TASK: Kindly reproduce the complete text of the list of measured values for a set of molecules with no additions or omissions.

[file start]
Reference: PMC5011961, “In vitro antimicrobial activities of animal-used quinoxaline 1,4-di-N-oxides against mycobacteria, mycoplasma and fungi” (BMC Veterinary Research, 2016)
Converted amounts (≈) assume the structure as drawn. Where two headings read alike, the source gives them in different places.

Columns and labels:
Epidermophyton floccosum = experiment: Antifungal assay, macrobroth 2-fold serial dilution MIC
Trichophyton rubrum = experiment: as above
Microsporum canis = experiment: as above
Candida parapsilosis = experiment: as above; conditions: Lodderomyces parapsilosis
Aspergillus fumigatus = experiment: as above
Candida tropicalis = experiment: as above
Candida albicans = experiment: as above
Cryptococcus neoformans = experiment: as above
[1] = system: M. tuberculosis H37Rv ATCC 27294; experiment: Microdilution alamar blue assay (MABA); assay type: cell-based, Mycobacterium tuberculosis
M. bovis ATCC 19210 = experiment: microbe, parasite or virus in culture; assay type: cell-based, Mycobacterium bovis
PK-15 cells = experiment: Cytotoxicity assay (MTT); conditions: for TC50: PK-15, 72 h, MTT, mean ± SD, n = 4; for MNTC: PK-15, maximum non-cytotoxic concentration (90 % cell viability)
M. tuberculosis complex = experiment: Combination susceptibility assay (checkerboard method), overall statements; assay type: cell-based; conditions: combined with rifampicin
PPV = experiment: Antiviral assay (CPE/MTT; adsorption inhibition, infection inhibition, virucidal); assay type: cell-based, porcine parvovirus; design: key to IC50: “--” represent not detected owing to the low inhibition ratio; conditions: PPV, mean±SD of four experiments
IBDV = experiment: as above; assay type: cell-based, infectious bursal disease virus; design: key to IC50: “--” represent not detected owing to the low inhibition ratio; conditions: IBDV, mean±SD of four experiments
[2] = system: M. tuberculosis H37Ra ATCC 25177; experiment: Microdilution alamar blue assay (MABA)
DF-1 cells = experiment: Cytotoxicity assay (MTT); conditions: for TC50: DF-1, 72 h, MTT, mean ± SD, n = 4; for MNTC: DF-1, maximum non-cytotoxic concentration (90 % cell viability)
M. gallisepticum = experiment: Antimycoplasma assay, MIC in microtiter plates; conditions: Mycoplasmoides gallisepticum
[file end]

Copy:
Reference: PMC5011961, “In vitro antimicrobial activities of animal-used quinoxaline 1,4-di-N-oxides against mycobacteria, mycoplasma and fungi” (BMC Veterinary Research, 2016)
Converted amounts (≈) assume the structure as drawn. Where two headings read alike, the source gives them in different places.

Columns and labels:
Epidermophyton floccosum = experiment: Antifungal assay, macrobroth 2-fold serial dilution MIC
Trichophyton rubrum = experiment: as above
Microsporum canis = experiment: as above
Candida parapsilosis = experiment: as above; conditions: Lodderomyces parapsilosis
Aspergillus fumigatus = experiment: as above
Candida tropicalis = experiment: as above
Candida albicans = experiment: as above
Cryptococcus neoformans = experiment: as above
[1] = system: M. tuberculosis H37Rv ATCC 27294; experiment: Microdilution alamar blue assay (MABA); assay type: cell-based, Mycobacterium tuberculosis
M. bovis ATCC 19210 = experiment: microbe, parasite or virus in culture; assay type: cell-based, Mycobacterium bovis
PK-15 cells = experiment: Cytotoxicity assay (MTT); conditions: for TC50: PK-15, 72 h, MTT, mean ± SD, n = 4; for MNTC: PK-15, maximum non-cytotoxic concentration (90 % cell viability)
M. tuberculosis complex = experiment: Combination susceptibility assay (checkerboard method), overall statements; assay type: cell-based; conditions: combined with rifampicin
PPV = experiment: Antiviral assay (CPE/MTT; adsorption inhibition, infection inhibition, virucidal); assay type: cell-based, porcine parvovirus; design: key to IC50: “--” represent not detected owing to the low inhibition ratio; conditions: PPV, mean±SD of four experiments
IBDV = experiment: as above; assay type: cell-based, infectious bursal disease virus; design: key to IC50: “--” represent not detected owing to the low inhibition ratio; conditions: IBDV, mean±SD of four experiments
[2] = system: M. tuberculosis H37Ra ATCC 25177; experiment: Microdilution alamar blue assay (MABA)
DF-1 cells = experiment: Cytotoxicity assay (MTT); conditions: for TC50: DF-1, 72 h, MTT, mean ± SD, n = 4; for MNTC: DF-1, maximum non-cytotoxic concentration (90 % cell viability)
M. gallisepticum = experiment: Antimycoplasma assay, MIC in microtiter plates; conditions: Mycoplasmoides gallisepticum